Looks like the predicted demise of King Coal was premature.  It turns out that Pres. Trump's support of the coal industry has awakened the coal giants...

 

Five of the country’s biggest banks are lending tens or hundreds of millions of dollars to coal companies again, in one case eclipsing what they lent in 2014, before the industry entered a nose dive, according to an analysis by Rainforest Action Network, a liberal environmental group.

JPMorgan’s coal lending increased to $654 million 2017 from $32 million in 2015, according to the analysis. That was more than the $570 million the bank lent to coal interests in 2014. The vast majority of JPMorgan’s coal loans in 2017 were to Peabody, which emerged from bankruptcy that April.

https://www.nytimes.com/2018/05/28/business/banks-coal-loans.html

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That coal will have a plurality of homes.  Most of it will end up used for electricity generation, and that puts coal directly in competition with both oil and natural gas.  Some will go as metallurgical coal for steel-making.  And I suspect quite a bit will be exported, to countries that will use it for electricity generating.  

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Good, because the royal bank of scotland just pulled all funding for coal and lots of oil projects as well. 

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17 hours ago, Rodent said:

Good, because the royal bank of scotland just pulled all funding for coal and lots of oil projects as well. 

RBS has taken some serious loan losses and also owns other banks which for marketing and legal purposes have kept their original charters and names (i.e. Citizen's Bank in the USA).  No surprise that they have chopped their loan portfolio down. You have to wonder about the quality of their loan managers, and that brings more speculation about their recruiting methods for managers.......

RBS at one point was big on shipowner loan portfolios.  If you were a Greek interested in buying a fleet of containerships or dry bulk carriers to put out for charter, the RBS was a player in loaning those funds (secured by the boat).  Where this went wrong was that if the vessel supply  went up (because lots of others were getting into that sector) then the charter rates sank into the mud and if the vessel cannot earn anything then it has no intrinsic value above scrap value.  So then these Greeks would get upside down and the loans become non-performing, and who is the Buyer out there for that loan?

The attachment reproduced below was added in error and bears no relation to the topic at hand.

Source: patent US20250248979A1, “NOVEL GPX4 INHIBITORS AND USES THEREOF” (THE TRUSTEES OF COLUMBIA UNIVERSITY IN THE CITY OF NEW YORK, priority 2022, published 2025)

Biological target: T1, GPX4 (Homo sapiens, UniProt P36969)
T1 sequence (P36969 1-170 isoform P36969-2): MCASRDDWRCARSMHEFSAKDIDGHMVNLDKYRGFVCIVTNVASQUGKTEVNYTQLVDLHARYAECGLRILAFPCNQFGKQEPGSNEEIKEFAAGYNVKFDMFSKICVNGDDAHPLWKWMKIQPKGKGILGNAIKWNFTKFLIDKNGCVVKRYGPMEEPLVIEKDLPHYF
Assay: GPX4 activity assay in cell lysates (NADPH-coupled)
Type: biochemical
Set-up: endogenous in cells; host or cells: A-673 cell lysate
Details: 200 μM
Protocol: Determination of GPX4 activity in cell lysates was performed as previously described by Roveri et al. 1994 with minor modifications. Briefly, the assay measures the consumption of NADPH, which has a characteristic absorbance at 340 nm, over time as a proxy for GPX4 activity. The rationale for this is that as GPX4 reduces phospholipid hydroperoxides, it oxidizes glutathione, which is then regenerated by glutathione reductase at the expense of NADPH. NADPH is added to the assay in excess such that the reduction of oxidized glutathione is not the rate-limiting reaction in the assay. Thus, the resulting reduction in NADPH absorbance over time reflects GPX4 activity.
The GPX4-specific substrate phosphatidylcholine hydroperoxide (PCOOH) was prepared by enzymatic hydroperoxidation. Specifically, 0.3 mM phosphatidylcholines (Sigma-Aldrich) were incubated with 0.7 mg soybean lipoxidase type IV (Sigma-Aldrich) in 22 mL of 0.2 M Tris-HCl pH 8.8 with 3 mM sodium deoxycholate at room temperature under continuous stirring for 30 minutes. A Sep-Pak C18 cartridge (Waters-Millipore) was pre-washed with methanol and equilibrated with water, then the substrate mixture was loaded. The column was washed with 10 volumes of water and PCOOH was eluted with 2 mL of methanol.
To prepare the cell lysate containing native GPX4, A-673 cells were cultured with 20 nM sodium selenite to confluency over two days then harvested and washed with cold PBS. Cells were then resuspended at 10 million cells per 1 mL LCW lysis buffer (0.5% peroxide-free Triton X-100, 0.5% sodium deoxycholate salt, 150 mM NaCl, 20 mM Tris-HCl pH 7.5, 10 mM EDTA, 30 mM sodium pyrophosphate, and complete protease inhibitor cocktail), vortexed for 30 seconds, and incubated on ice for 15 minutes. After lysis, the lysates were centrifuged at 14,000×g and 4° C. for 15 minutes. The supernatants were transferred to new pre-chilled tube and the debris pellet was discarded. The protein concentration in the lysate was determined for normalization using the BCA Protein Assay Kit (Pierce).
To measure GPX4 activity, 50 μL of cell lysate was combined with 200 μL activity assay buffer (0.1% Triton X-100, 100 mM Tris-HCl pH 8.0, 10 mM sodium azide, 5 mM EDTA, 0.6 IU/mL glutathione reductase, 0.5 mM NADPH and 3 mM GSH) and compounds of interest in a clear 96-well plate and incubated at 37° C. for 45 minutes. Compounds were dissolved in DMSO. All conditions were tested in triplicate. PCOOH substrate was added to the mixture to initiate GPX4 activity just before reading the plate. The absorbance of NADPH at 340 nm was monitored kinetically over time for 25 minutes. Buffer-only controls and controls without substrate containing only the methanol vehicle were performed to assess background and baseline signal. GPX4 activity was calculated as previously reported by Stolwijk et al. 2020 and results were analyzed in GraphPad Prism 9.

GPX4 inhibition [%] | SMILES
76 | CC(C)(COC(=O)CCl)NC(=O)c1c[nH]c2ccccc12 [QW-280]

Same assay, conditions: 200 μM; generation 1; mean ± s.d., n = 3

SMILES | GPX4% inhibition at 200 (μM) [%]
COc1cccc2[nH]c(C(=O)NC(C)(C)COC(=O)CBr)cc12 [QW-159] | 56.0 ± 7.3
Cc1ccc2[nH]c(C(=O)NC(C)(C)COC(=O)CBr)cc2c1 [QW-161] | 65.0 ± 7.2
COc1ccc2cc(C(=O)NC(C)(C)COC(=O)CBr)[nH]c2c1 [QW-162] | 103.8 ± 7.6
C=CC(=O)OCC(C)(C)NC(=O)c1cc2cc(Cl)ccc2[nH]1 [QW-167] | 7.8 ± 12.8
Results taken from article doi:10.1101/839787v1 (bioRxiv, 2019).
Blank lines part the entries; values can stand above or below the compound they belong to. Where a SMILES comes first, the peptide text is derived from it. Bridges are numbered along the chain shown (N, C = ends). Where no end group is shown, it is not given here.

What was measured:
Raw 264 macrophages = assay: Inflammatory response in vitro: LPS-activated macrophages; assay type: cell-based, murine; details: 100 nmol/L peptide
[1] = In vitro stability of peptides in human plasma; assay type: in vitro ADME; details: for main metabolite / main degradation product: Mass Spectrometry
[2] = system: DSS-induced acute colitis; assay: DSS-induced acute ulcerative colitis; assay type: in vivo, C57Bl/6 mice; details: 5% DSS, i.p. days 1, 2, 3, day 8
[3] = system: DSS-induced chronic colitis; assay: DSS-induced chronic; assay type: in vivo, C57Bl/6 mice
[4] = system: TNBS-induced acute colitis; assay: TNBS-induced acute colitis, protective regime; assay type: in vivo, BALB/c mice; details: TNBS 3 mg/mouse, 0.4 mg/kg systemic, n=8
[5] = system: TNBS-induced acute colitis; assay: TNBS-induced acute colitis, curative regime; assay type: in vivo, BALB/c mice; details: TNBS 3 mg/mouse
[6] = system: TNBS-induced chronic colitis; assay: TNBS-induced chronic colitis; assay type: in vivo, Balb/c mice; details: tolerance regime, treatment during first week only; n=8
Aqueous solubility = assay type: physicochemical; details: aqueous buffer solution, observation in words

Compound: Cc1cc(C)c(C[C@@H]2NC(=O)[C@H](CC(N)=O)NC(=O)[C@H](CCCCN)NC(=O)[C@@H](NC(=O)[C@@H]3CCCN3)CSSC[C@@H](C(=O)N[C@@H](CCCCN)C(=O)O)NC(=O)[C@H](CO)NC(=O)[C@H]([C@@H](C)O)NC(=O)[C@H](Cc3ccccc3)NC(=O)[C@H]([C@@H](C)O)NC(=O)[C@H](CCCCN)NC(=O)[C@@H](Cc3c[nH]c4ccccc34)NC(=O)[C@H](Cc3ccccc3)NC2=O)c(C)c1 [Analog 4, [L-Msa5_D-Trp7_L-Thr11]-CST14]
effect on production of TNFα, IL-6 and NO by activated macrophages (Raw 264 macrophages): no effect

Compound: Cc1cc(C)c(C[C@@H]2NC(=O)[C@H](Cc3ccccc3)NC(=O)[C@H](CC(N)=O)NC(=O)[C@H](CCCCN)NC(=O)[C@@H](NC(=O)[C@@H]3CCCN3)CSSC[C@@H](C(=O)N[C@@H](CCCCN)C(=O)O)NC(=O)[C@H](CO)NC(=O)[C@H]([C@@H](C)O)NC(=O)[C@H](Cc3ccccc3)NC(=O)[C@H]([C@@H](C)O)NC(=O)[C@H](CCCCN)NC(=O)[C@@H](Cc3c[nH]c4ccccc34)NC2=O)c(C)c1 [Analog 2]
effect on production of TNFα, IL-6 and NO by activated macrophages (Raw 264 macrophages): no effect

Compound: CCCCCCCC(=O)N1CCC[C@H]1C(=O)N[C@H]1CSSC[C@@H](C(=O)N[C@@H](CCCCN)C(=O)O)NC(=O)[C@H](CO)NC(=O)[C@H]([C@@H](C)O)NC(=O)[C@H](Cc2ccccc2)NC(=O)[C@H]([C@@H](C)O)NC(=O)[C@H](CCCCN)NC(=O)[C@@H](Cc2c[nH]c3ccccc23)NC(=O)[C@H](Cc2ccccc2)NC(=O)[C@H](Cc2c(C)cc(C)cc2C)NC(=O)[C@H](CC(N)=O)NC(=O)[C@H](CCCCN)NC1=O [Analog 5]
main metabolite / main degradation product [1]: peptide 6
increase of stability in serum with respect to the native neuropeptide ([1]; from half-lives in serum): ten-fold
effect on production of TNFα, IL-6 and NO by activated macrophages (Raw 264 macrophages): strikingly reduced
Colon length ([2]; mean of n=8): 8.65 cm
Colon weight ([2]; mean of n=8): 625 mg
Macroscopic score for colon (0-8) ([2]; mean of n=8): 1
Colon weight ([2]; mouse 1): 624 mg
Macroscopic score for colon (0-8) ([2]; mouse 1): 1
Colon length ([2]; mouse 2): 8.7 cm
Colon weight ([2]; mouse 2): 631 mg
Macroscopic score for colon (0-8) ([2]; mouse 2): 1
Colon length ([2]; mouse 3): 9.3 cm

If you cannot sell the loan then you have to write it off or write it down, and in the case of Diana Shipping RBS took an $80 million bath.  Now that has got to hurt.  Do a few of those deals and the Board of Directors will take the bank out of the lending sector.  My guess is that that has happened in coal also.  Cheers.

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Coal in the US has been reviving of late due to demand from China - not that China is buying much US coal, but the additional demand has kept prices up sufficiently to keep the US producers competitive. Domestic US demand is still declining please note, due to gas - we're talking exports here. Trump's support for the industry has nothing to do with any of this, of course. That revival is the reason for the increase in lending. I don't know anything about promises by US banks not to lend to the coal industry, but such promises would be quite pointless on several levels. 

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Coal isn't going anywhere. China is still building coal plants and even though their use is down, and any coal they are not using is being picked up by India as India is slated to grow 7% in '18 which is the most by far of any country. And they will use cheap coal to do it.

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5 hours ago, HermitMunster said:

Coal isn't going anywhere. China is still building coal plants and even though their use is down, and any coal they are not using is being picked up by India as India is slated to grow 7% in '18 which is the most by far of any country. And they will use cheap coal to do it.

While that may be true in China, India and Vietnam, I doubt that worldwide negative sentiment in coal and bullish view toward natural gas will see coal's market share expand.

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Next to that, if they (the coal mines/plants/projects) have improving cash flows... I don't see why a bank in a capitalist system wouldn't finance a coal related operation....

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14 minutes ago, TomTom said:

While that may be true in China, India and Vietnam, I doubt that worldwide negative sentiment in coal and bullish view toward natural gas will see coal's market share expand.

Well, natural gas is the future, no doubt about it, but, it takes awhile to build pipelines, and LNG isn't that cost-efficient compared to coal and pipeline gas.

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